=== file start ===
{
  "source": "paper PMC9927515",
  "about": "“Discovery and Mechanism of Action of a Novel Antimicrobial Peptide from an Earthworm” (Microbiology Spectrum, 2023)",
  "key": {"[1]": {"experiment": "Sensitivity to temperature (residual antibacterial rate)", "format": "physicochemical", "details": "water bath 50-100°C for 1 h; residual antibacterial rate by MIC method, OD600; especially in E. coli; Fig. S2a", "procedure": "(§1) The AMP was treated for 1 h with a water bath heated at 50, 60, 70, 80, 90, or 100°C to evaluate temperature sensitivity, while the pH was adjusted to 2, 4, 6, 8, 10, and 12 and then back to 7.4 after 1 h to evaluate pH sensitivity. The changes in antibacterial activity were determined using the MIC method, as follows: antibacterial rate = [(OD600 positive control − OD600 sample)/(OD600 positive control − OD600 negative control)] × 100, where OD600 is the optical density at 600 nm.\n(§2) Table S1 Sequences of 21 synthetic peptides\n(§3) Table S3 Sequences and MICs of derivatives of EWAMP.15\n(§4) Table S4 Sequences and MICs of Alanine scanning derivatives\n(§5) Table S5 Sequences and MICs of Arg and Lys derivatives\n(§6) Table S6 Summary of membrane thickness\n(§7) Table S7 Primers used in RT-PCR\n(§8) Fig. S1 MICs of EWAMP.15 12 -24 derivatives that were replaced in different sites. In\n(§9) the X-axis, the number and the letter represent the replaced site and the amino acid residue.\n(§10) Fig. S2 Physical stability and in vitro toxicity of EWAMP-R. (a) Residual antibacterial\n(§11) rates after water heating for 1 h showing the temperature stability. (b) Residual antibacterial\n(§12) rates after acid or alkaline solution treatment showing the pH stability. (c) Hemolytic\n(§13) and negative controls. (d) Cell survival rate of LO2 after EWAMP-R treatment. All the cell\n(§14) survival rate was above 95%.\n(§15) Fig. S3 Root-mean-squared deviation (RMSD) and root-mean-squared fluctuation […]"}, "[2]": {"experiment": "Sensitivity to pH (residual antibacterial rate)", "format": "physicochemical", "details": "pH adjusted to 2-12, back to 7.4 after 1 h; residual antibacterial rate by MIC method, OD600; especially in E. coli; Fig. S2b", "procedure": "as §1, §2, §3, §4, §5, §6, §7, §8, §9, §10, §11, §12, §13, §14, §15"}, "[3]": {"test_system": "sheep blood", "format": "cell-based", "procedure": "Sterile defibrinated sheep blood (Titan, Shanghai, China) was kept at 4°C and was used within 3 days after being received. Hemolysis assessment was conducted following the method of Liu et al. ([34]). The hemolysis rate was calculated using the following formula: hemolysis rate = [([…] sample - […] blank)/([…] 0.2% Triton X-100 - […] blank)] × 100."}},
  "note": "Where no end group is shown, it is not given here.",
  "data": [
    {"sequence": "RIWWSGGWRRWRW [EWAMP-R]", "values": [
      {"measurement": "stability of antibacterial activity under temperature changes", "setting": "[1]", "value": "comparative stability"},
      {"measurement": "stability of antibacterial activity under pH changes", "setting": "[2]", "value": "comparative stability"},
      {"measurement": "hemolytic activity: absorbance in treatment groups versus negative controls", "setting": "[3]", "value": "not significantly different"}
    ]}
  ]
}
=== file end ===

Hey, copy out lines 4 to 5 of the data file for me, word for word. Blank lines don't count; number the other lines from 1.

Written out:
  "key": {"[1]": {"experiment": "Sensitivity to temperature (residual antibacterial rate)", "format": "physicochemical", "details": "water bath 50-100°C for 1 h; residual antibacterial rate by MIC method, OD600; especially in E. coli; Fig. S2a", "procedure": "(§1) The AMP was treated for 1 h with a water bath heated at 50, 60, 70, 80, 90, or 100°C to evaluate temperature sensitivity, while the pH was adjusted to 2, 4, 6, 8, 10, and 12 and then back to 7.4 after 1 h to evaluate pH sensitivity. The changes in antibacterial activity were determined using the MIC method, as follows: antibacterial rate = [(OD600 positive control − OD600 sample)/(OD600 positive control − OD600 negative control)] × 100, where OD600 is the optical density at 600 nm.\n(§2) Table S1 Sequences of 21 synthetic peptides\n(§3) Table S3 Sequences and MICs of derivatives of EWAMP.15\n(§4) Table S4 Sequences and MICs of Alanine scanning derivatives\n(§5) Table S5 Sequences and MICs of Arg and Lys derivatives\n(§6) Table S6 Summary of membrane thickness\n(§7) Table S7 Primers used in RT-PCR\n(§8) Fig. S1 MICs of EWAMP.15 12 -24 derivatives that were replaced in different sites. In\n(§9) the X-axis, the number and the letter represent the replaced site and the amino acid residue.\n(§10) Fig. S2 Physical stability and in vitro toxicity of EWAMP-R. (a) Residual antibacterial\n(§11) rates after water heating for 1 h showing the temperature stability. (b) Residual antibacterial\n(§12) rates after acid or alkaline solution treatment showing the pH stability. (c) Hemolytic\n(§13) and negative controls. (d) Cell survival rate of LO2 after EWAMP-R treatment. All the cell\n(§14) survival rate was above 95%.\n(§15) Fig. S3 Root-mean-squared deviation (RMSD) and root-mean-squared fluctuation […]"}, "[2]": {"experiment": "Sensitivity to pH (residual antibacterial rate)", "format": "physicochemical", "details": "pH adjusted to 2-12, back to 7.4 after 1 h; residual antibacterial rate by MIC method, OD600; especially in E. coli; Fig. S2b", "procedure": "as §1, §2, §3, §4, §5, §6, §7, §8, §9, §10, §11, §12, §13, §14, §15"}, "[3]": {"test_system": "sheep blood", "format": "cell-based", "procedure": "Sterile defibrinated sheep blood (Titan, Shanghai, China) was kept at 4°C and was used within 3 days after being received. Hemolysis assessment was conducted following the method of Liu et al. ([34]). The hemolysis rate was calculated using the following formula: hemolysis rate = [([…] sample - […] blank)/([…] 0.2% Triton X-100 - […] blank)] × 100."}},
  "note": "Where no end group is shown, it is not given here.",